He said this was the best place to start. That’s how I found myself across the table from him. He was wearing a tan hooded sweatshirt and held a trivia card is his left hand. I always wondered what this would be like. I asked him what I should call him but he said it was better that I didn’t know his name. He told me to call him “Matt.”
I took a heavy swig of the crap beer that I was drinking and reached for the hot sauce. He said, “I don’t know who the 1984 Olympic Gold Medal winner is for Diving,” and placed the trivia card back in a pile with the others. Our waitress set another grease-stained basket of wings on our table offered us napkins. I looked up and said, “you have the best tits I have ever seen. I mean, seriously, they’re amazing. They look like hot pieces of milk fleshy goodness. Girl, they must have cost you a fortune.”
“Matt” said nothing.
She paused, smiled, and then leaned in and said, “they didn’t cost ME,” – really emphasizing the “me”- “a thing,” giving me some candid look to reassure me that they were a gift. She then brushed her California blonde hair back behind her shoulder and shook her breasts a little, giving them a solid bounce that seemed to come like a ripple from the torn seam of her tight tank top; she giggled slightly, as if she felt confident that she had done something extraordinary, and turned off for another table. “Matt” and I both stared at her ass in her tight orange shorts.
I looked back at “Matt” who was hung with an expression of bemusement and anger. “You really do get away with saying a lot of shit,” he said. I just smiled.
I thought for a second, and yeah, I do get away with saying pretty much anything. At a dinner party, I once said, “all this talk about AIDS is making me horny,” and I once gave a female friend this dating advice: “go out there and get fingered in a Big Lots Parking Lot.”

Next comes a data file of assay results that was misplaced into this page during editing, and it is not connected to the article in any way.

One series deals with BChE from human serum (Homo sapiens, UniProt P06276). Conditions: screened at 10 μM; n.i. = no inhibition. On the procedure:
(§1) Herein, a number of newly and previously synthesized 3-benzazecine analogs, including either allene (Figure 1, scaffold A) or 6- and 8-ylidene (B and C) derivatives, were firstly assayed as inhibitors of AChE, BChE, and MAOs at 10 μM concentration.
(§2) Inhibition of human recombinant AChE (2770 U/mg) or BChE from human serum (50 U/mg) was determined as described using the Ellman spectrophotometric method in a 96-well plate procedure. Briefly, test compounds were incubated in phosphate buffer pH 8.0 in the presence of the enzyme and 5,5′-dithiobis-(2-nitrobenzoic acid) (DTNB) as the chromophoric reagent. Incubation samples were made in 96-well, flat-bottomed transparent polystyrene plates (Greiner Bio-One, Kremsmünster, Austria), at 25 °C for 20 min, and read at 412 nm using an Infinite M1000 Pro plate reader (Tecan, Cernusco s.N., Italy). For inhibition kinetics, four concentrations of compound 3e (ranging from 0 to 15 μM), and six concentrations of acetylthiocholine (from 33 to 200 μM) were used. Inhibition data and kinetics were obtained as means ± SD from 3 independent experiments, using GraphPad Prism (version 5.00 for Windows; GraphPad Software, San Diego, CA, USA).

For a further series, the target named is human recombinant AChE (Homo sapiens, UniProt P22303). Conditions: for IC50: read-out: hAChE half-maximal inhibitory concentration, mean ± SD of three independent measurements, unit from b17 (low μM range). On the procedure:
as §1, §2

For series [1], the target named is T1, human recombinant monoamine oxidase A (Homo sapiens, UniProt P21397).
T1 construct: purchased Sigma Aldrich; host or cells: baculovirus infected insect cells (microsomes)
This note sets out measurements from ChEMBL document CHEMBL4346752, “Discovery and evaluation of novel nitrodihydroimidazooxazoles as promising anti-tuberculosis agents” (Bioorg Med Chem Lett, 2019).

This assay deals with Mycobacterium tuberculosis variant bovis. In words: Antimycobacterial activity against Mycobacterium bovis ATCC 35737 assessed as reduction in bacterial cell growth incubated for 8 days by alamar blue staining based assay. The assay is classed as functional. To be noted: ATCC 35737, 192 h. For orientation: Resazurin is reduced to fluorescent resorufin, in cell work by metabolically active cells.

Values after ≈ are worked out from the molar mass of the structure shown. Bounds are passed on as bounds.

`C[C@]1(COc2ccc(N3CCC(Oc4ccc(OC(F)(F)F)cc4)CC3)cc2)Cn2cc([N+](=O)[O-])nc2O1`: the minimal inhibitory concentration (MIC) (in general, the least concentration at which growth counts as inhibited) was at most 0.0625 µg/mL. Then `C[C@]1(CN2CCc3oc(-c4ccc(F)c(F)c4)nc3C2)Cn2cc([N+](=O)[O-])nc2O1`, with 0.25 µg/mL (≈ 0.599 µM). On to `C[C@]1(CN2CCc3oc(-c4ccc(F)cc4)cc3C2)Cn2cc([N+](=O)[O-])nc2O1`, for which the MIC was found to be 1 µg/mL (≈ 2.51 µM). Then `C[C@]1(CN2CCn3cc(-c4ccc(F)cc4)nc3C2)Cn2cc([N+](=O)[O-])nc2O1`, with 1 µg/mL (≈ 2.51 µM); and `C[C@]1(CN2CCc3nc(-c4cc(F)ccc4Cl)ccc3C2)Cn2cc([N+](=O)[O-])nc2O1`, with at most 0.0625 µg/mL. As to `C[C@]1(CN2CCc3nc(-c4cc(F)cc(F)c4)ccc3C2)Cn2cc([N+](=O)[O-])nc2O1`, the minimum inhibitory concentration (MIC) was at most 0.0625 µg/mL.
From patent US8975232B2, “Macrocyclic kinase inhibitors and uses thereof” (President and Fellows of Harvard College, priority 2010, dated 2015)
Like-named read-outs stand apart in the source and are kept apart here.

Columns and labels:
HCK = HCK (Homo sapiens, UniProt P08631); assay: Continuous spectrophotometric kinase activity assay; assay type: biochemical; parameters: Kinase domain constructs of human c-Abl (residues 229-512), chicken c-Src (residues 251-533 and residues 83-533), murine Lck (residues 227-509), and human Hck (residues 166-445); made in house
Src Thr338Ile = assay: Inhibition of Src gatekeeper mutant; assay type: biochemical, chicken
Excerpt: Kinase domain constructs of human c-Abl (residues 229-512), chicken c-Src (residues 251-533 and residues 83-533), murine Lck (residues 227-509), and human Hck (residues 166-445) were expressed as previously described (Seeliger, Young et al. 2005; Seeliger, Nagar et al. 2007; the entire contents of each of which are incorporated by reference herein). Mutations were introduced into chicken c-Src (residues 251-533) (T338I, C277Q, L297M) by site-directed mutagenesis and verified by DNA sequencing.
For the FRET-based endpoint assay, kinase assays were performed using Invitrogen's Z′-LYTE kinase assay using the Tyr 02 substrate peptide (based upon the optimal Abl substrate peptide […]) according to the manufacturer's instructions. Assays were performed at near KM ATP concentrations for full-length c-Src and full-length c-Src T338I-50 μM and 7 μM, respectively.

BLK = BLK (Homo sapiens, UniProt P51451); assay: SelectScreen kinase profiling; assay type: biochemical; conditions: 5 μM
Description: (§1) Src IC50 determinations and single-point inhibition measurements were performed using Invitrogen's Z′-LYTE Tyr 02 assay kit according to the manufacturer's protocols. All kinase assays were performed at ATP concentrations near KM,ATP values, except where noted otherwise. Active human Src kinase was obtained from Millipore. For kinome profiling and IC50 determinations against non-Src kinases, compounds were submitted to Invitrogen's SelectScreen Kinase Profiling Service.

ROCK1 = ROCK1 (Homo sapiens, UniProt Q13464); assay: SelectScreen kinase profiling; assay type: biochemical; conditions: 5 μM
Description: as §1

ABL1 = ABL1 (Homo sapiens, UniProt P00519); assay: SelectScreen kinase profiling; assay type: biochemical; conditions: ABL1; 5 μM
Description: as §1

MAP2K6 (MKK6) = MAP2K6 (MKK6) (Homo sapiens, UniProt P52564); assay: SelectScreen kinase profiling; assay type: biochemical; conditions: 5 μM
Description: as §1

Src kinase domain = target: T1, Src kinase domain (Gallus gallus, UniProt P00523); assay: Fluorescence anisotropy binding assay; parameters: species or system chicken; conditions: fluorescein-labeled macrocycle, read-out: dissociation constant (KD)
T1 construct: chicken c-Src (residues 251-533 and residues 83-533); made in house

That’s how I found myself playing trivia at a Hollywood Hooters with “Matt.” A lot people react to the shit that comes out of my mouth with the following statement: you only get away with that because you’re queer. I also get: no straight guy could ever say that. And I admit, I get away with saying quite a bit of nonsense, but I never thought it was because of a bias. I determined that in order to really understand the world, I needed to understand the straight man’s point of view. So over pitchers of beer and baskets of wings, “Matt” and I exchanged the secrets of our everyday. The world of periods, pregnancy scares, and not being allowed into the ladies dressing rooms were all foreign concepts to me. Crap beer, Hooters Trivia, and not shopping a Macy’s – all these things were common place for “Matt.” When we agreed to meet up, I thought I would satiate this straight man need, close the chapter on my wonderment, and continue writing on this site, no longer confused about this straight divide. But as we closed out our tab with a shot of Jack Daniels, I knew that I wasn’t complete; there was a void in me burning for more straight man. I knew I wanted more. But what? But how?
When I returned to my home, I was plagued with conflict. How could I fully relate to the world? How could I be a voice of reason without the straight man? I called out to the world, desperately gripping to a confused hope. I was forlorn and empty.
Then, all of a sudden, the room started to spin, and a bright light consumed my vision. My body felt weightless, and through a chaos of noise I heard a single voice. It was God himself. He had taken time out from dealing with HIV in Africa to offer me an epiphany. It was epic and intense. It was magical. When my senses returned to my corporeal being, and I picked myself off the floor, I knew what I needed to do.
I called “Matt” immediately and proposed an idea, “Why don’t you contribute to let-me-get-this-queer? It’s a place for us all to share our point of views, and the world needs yours.”
He was silent for a moment and then with the most subdued excitement, said “yeah sure.”
And at that moment: Let Me Get This Straight: Damn Straight was born.
So the experiment begins. I hope you all will join me in welcoming the straight guy, “Matt,” to our site. He will be a regular contributor and his point of view will echo the chorus of voices that come together to poke fun at the world.
I recently asked him what he thought of all of this gay bullying. He looked me straight in the eye and said, “bullying is for faggots.”